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Case Study 4: “Active Aging” and “Healthy Aging”—A Comparative Survey of Coping Mechanisms for Greying Populations in Japan and Hong Kong

  • Tai Wei Lim
Chapter

Abstract

Many economies in East Asia, especially the advanced developing as well as developed economies, exhibit signs of an aging population. Within these Northeast Asian societies, two in particular (Hong Kong and Japan) stand out as they confront the challenges of an aging population economically, politically and socially. They have become natural case studies of the impact of an aging population on socioeconomic development. Between the two, Hong Kong is well-known as a migrant society (especially internal migration from China) while Japan is generally conceptualized as a homogenous population, an island nation where many of its national consider themselves as Japanese culturally and nationality-wise. Therefore, for Hong Kong, replenishing their stock with migrants has always been a solution for their aging populations with low replacement rates.

Keywords

Hong Kong Active aging Migrant 

Bibliography

  1. Chan, Bernard, “Hong Kong Must Not Miss Out on Tech Revolution for the Elderly” dated 22 June 2017 in the South China Morning Post (SCMP) [downloaded on 22 June 2017]. Available at http://www.scmp.com/comment/insight-opinion/article/2099460/hong-kong-must-not-miss-out-tech-revolution-elderly.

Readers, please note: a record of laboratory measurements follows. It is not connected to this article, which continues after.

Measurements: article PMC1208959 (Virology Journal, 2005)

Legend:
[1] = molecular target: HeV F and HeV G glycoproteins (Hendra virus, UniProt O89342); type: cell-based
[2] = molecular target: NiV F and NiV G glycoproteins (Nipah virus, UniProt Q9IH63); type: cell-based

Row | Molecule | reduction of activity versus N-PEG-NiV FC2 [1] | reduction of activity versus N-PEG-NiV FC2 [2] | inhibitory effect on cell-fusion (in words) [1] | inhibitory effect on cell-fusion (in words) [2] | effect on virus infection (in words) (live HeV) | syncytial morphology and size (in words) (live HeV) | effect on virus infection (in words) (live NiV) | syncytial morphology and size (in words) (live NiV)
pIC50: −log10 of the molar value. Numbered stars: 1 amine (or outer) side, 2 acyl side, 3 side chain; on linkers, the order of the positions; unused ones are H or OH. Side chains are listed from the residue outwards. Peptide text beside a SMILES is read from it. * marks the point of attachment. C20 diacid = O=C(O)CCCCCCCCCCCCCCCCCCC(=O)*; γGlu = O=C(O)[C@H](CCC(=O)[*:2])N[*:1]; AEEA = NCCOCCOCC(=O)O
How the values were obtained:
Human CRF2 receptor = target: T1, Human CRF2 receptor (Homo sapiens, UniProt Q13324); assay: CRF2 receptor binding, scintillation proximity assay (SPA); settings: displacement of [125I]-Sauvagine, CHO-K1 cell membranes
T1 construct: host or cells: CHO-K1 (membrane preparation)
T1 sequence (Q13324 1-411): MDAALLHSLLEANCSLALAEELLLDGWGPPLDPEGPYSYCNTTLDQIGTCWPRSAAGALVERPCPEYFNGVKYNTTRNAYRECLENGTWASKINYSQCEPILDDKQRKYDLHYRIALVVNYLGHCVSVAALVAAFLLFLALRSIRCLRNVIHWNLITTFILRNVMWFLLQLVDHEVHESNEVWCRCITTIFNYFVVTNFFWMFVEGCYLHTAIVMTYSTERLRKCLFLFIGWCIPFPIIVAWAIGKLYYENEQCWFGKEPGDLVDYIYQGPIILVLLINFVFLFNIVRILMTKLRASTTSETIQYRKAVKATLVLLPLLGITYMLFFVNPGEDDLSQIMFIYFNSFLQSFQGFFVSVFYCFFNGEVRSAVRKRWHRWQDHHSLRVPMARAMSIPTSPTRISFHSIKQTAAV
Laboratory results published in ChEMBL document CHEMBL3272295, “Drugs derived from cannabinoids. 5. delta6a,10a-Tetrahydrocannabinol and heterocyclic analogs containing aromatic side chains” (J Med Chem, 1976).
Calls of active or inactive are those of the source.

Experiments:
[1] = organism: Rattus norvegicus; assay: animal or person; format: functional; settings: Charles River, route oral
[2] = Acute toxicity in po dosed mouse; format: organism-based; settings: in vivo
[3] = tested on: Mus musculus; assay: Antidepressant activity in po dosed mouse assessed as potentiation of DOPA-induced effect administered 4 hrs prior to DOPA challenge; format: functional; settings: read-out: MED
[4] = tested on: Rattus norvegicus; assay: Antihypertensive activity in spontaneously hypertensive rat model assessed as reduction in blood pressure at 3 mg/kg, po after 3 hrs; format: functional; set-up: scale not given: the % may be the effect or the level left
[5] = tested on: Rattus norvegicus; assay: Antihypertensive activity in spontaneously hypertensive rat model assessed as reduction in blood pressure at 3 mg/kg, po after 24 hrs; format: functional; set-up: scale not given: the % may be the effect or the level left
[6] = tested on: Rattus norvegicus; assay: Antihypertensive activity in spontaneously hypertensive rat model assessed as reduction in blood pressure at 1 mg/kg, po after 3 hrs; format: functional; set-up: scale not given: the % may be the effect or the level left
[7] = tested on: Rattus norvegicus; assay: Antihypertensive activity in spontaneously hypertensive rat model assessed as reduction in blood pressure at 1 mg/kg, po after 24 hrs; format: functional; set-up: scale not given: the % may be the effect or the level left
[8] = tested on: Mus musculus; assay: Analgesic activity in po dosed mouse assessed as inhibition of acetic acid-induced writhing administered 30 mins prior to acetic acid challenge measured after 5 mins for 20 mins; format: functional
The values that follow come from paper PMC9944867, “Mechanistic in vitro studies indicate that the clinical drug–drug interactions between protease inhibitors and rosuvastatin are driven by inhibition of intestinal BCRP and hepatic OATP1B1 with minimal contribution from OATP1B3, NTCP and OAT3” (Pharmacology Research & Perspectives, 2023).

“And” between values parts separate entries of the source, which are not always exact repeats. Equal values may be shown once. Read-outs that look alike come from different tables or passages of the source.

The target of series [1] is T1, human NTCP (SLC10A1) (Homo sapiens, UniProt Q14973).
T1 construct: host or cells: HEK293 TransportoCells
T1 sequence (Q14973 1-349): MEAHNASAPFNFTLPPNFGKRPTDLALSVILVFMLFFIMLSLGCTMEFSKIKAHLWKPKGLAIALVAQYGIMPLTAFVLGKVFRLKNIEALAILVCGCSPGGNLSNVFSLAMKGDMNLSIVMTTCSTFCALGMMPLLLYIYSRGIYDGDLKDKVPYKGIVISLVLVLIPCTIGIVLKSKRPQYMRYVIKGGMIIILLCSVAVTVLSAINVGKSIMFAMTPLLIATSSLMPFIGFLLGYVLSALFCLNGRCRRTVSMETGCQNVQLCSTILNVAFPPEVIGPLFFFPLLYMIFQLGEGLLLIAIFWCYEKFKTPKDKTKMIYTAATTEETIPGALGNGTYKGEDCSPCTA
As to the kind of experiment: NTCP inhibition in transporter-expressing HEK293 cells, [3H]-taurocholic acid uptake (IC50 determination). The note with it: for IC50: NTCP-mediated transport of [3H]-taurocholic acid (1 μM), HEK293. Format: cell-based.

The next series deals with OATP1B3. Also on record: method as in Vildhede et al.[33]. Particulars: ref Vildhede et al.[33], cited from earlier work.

2. Cheung, Matthew, “Gov’t Committed to Active Ageing” dated 28 February 2014 in the Hong Kong Information Service Department of the Hong Kong government [downloaded on 1 January 2018]. Available at http://www.news.gov.hk/en/record/html/2014/02/20140228_140050.shtml.
  3. European Commission Directorate-General for Employment, Social Affairs and Inclusion, “Active Ageing Report” dated January 2012 in Special Eurobarometer 378 (EU: Directorate-General for Communication [DG COMM] “Research and Speechwriting” Unit). Available at http://ec.europa.eu/commfrontoffice/publicopinion/archives/ebs/ebs_378_en.pdf.
  4. World Health Organization (WHO), “What Is Healthy Ageing?” in WHO website [downloaded on 1 March 2018]. Available at http://www.who.int/ageing/healthy-ageing/en/.

Copyright information

© The Author(s) 2019

Authors and Affiliations

  • Tai Wei Lim
    • 1
  1. 1.Singapore University of Social SciencesSingaporeSingapore

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